Penny Marshall (1943–2018) was the star of the popular sitcom, “Laverne and Shirley.” She later moved behind the camera to become an acclaimed director, helming the hit movies “Big,” “Awakenings,” and “A League of Their Own.”
The actress with the recognizable Bronx accent became a star as Laverne in “Laverne and Shirley,” a spin-off of “Happy Days.” Marshall’s brother, Garry Marshall, cast her and Cindy Williams as the boisterous friends who work in a brewery in Milwaukee. The pair originally appeared on an episode of “Happy Days” and then starred on their hit sitcom from 1976 until 1983.
Marshall moved on from acting to become a top director, becoming the first female director to have a movie gross over 100 million dollars with the 1988 hit “Big,” a feel good comedy starring Tom Hanks.
Her next directorial effort was the inspirational “Awakenings,” starring Robert de Niro and Robin Williams. The movie received an Oscar nomination for Best Picture. Her next film, “A League of Their Own,” a comedy-drama about women’s professional baseball during World War II, again starred Hanks along with Geena Davis, Rosie O’Donnell, and Madonna, and was a box office smash.
She continued to direct with her last movie being 2001’s “Riding in Cars with Boys,” starring Drew Barrymore.
Marshall occasionally acted in cameo roles including a memorable one in “Get Shorty.” She reunited with Cindy Williams for a 2013 episode of the Nickelodeon series “Sam & Cat.”
She was married twice, first to Michael Henry and then to actor/director Rob Reiner (they divorced in 1979). She is survived by her daughter Tracy Reiner, from her marriage to Henry, who was adopted by Reiner.
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Died: Monday, December 17, 2018 (Who else died on December 17?)
Details of death: Died at the age of 75 from complications of diabetes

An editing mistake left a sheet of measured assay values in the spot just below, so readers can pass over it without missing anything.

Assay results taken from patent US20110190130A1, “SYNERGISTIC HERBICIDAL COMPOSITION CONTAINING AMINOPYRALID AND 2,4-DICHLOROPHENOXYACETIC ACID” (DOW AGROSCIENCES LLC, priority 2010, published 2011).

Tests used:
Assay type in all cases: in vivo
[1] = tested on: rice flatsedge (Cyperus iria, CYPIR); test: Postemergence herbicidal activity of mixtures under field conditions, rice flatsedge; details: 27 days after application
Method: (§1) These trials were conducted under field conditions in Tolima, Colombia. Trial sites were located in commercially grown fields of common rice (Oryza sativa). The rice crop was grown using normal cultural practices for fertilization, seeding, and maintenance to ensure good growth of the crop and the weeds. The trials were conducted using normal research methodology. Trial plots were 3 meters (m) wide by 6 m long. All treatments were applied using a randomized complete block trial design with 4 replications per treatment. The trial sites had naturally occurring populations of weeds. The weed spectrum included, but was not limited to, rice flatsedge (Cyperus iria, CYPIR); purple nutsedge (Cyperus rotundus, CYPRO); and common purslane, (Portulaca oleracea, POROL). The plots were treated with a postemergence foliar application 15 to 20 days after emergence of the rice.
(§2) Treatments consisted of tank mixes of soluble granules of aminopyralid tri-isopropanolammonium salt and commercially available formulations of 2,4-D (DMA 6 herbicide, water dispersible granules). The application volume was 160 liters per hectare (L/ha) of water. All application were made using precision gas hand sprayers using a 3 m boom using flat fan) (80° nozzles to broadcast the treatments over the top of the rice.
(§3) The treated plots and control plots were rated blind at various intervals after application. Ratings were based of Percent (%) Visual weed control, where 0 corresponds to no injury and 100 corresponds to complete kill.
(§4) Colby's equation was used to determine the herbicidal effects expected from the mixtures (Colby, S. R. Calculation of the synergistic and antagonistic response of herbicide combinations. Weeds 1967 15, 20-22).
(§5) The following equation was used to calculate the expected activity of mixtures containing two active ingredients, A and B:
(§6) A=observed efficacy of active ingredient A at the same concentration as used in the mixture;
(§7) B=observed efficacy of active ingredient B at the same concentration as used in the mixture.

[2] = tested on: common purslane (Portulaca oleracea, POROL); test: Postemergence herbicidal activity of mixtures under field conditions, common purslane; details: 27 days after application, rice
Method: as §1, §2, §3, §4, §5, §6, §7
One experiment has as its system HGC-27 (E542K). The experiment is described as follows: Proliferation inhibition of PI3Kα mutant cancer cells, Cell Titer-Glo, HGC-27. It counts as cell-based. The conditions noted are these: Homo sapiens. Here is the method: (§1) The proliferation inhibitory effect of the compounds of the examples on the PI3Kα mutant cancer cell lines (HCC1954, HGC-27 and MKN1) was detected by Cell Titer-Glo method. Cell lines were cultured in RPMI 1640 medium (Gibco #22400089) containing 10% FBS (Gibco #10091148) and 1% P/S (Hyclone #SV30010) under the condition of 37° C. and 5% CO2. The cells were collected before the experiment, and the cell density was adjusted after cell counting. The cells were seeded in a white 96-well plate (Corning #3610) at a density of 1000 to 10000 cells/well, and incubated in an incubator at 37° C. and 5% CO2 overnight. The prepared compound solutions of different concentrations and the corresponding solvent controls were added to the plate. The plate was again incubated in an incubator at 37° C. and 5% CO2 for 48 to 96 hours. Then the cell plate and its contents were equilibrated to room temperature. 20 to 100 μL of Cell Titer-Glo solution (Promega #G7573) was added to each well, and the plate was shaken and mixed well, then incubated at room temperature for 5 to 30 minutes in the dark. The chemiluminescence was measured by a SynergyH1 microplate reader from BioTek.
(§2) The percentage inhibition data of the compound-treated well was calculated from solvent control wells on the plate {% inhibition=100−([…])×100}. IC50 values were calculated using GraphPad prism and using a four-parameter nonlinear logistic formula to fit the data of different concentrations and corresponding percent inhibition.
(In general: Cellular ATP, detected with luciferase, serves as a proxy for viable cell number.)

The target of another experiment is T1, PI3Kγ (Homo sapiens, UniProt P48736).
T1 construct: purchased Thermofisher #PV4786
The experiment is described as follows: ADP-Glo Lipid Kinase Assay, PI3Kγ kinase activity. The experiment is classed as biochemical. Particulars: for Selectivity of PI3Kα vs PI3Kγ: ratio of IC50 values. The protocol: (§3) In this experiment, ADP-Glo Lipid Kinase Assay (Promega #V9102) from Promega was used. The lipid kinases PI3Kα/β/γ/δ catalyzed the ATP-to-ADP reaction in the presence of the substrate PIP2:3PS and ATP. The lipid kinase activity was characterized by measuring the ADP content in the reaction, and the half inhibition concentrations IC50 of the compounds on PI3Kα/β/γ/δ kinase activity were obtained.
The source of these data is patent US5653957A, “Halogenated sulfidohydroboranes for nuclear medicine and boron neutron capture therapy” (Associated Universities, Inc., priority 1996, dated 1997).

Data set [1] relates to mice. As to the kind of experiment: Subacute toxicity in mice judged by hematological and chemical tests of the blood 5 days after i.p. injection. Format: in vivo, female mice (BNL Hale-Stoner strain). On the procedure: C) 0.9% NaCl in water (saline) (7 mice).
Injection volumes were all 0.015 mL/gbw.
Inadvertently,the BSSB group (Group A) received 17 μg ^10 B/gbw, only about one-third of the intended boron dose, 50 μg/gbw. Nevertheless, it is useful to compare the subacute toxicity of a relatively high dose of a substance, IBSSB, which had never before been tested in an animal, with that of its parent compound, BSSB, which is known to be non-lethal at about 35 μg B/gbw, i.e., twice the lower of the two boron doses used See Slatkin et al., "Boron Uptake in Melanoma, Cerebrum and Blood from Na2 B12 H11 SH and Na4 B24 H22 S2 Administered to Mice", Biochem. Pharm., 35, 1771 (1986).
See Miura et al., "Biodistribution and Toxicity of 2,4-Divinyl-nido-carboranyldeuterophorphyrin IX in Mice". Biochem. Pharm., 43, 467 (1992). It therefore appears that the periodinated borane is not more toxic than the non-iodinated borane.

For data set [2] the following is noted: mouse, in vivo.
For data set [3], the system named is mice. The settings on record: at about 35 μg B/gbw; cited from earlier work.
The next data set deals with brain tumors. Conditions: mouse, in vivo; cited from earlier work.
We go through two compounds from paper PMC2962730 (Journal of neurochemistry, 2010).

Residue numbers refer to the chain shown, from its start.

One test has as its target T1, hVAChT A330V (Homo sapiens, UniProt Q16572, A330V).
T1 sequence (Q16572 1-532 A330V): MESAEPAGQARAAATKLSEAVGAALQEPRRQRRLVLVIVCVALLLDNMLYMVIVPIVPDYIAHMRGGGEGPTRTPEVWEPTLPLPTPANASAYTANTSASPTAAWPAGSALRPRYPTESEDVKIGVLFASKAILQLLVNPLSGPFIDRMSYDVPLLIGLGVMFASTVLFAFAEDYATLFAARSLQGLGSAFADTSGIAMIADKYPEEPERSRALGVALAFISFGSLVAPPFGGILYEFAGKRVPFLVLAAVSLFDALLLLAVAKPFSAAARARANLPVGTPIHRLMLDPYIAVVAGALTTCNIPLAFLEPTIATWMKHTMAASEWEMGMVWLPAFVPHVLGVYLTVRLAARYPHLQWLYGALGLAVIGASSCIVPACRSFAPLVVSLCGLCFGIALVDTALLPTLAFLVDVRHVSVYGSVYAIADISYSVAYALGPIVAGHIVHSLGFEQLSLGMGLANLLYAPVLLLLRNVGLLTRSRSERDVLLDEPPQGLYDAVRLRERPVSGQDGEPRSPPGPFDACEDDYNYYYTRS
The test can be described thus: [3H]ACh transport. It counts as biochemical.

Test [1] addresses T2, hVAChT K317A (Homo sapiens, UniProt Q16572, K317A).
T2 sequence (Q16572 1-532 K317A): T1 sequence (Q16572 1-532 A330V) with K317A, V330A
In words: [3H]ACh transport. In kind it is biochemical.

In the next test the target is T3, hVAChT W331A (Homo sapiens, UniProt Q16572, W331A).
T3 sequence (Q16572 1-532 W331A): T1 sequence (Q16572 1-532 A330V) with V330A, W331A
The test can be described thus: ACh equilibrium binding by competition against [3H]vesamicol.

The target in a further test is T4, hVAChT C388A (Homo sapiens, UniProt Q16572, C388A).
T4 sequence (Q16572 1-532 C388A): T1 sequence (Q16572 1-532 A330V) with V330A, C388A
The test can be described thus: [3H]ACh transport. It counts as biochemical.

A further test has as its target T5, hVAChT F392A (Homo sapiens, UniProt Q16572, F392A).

Notable Quote: “He’s a great guy. I wouldn’t have a career without him. He told me go have lunch with this person, go take acting classes from this person. I said, ‘Mommy wants me to change my name.’ He said, ‘Why?’ ‘Because she doesn’t want me to embarrass the family.’ ‘He said, ‘Don’t listen to her, she’s nuts.’ ” —Marshall in a 2012 interview with Travis Smiley talking about her brother Garry
What people said about her: “Penny Marshall brought us great laughter and truly broke new ground as a director. Neither a schlemiel, nor ever a schlimazel, she shall be missed by her many fans. Rest in peace.” —Actor George Takei
“I grew up wanting to be as funny as Penny Marshall, and had the pleasure of meeting her a few times. Watch some old Laverne and Shirley to see why her brother Garry insisted on casting her. Comedy gold, she was.” —Big Bang Theory’s Mayim Bialik
“She was funny & so smart. She made the transition from sitcom star to A List movie director with ease & had a major impact on both mediums. All that & always relaxed, funny & totally unpretentious. I was lucky to have known & worked with her.” —Ron Howard
“I loved Penny. I grew up with her. She was born with a great gift. She was born with a funnybone and the instinct of how to use it. I was very lucky to have lived with her and her funnybone. I will miss her.” —Rob Reiner
“Mourning the loss of a funny, poignant, and original American voice. Penny Marshall was a pioneer in television and the big screen who understood humor comes in many forms and some of life’s deeper truths require a laugh. She will be missed. May she RIP.” —Newscaster Dan Rather
“I first met Penny one month after having arriving here in LA. I was a guest star on a TV pilot she was working on. The next time we worked together was on that iconic episode of ‘Happy Days.’ She was so inventive, so funny and so warm. She brought her own unique brand of humor to what was on the written page.” —Henry Winkler
“I’m sad to read she has passed. Director, producer and actress who had the humor, wit and fortitude to stand equally with the boys in Hollywood. Goodbye Penny, we will miss you. RIP.” —Actress Marlee Matlin
Full obituary: New York Daily News